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Moulin Rouge
Baz Luhrmann, the Australian-born director of the 2001 Oscar-nominated Moulin Rouge, says he was inspired to make a musical when he watched a Bollywood film on a trip he took to India with his wife. The resulting piece of work is infused with a distinct masala flavor and generously borrows from Bollywood in the styling of lavish production numbers. Luhrman, knowing the limited attention span of Western audiences, kept the film's running time to a respectable hour and a half.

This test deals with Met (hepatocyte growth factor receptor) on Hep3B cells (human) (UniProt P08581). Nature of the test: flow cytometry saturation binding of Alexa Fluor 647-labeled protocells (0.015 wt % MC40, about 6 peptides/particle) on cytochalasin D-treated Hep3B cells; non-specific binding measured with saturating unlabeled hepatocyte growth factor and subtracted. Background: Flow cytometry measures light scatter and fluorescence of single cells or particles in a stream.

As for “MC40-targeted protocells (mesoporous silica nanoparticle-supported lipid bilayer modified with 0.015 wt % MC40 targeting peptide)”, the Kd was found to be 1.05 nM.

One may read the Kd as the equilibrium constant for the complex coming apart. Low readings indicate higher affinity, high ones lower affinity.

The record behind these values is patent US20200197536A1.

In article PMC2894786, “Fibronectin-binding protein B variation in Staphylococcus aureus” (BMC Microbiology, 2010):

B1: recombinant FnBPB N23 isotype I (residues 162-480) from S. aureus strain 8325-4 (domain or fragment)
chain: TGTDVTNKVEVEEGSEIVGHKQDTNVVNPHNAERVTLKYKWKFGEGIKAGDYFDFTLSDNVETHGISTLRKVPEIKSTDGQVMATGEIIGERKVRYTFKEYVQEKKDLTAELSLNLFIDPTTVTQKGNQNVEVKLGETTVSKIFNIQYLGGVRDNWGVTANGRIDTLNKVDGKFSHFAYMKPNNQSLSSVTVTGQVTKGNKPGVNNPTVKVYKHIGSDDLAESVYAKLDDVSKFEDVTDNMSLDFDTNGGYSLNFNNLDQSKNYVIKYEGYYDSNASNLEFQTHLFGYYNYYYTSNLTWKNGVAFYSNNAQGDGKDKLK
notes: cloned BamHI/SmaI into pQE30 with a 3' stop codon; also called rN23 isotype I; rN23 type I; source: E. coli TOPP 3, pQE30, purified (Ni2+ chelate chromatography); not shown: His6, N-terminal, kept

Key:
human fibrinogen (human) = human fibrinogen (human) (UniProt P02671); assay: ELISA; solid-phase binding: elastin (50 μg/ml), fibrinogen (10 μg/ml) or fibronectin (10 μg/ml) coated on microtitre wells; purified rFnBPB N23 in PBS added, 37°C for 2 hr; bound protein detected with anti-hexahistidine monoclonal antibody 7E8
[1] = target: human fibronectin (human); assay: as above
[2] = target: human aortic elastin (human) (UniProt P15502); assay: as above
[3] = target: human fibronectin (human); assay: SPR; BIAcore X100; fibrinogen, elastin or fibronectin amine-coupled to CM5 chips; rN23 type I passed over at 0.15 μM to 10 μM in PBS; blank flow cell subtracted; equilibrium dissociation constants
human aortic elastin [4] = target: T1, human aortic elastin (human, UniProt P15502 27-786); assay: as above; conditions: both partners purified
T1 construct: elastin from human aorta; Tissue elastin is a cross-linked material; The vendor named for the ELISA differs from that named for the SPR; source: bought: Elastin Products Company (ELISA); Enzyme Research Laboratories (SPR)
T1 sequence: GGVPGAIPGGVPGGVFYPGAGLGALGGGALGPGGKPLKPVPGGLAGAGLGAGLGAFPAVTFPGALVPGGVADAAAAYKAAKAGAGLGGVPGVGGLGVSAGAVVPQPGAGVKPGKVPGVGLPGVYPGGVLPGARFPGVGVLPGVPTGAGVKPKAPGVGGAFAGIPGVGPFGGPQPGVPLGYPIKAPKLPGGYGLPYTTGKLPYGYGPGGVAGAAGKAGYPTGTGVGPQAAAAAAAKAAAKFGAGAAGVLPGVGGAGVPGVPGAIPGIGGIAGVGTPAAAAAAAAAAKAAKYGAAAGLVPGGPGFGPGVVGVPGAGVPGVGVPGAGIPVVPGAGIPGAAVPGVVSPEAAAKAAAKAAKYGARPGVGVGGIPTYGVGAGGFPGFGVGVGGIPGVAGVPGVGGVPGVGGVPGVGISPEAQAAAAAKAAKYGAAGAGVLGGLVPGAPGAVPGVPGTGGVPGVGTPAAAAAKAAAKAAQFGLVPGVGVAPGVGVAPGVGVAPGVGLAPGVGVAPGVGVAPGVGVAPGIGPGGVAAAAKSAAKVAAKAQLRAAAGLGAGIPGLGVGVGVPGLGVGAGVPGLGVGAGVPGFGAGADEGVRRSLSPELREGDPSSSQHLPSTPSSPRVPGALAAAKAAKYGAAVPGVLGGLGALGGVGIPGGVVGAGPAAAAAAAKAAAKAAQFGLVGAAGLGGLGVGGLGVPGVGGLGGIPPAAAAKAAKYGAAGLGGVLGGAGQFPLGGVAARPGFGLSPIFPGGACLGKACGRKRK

Some of the director's Bollywood touches are obvious: the romance, the melodrama, the costumes, the heroine's jewel-encrusted elephant apartment, the Indian-themed climactic production number. But consider some of the subtler elements. Luhrman throws musical styles, locations and time periods at his canvas like Jackson Pollack throws paint at his. Characters drop out of nowhere and break into song. The greasy, mustachioed villain is a caricature of evil and the star-crossed lovers stare into each others eyes with gooey longing.

What's most striking about this film's success is the way Luhrmann has respectfully and lovingly drawn from the Bollywood tradition and, at the same time, captured the rapt attention of the Western masses.
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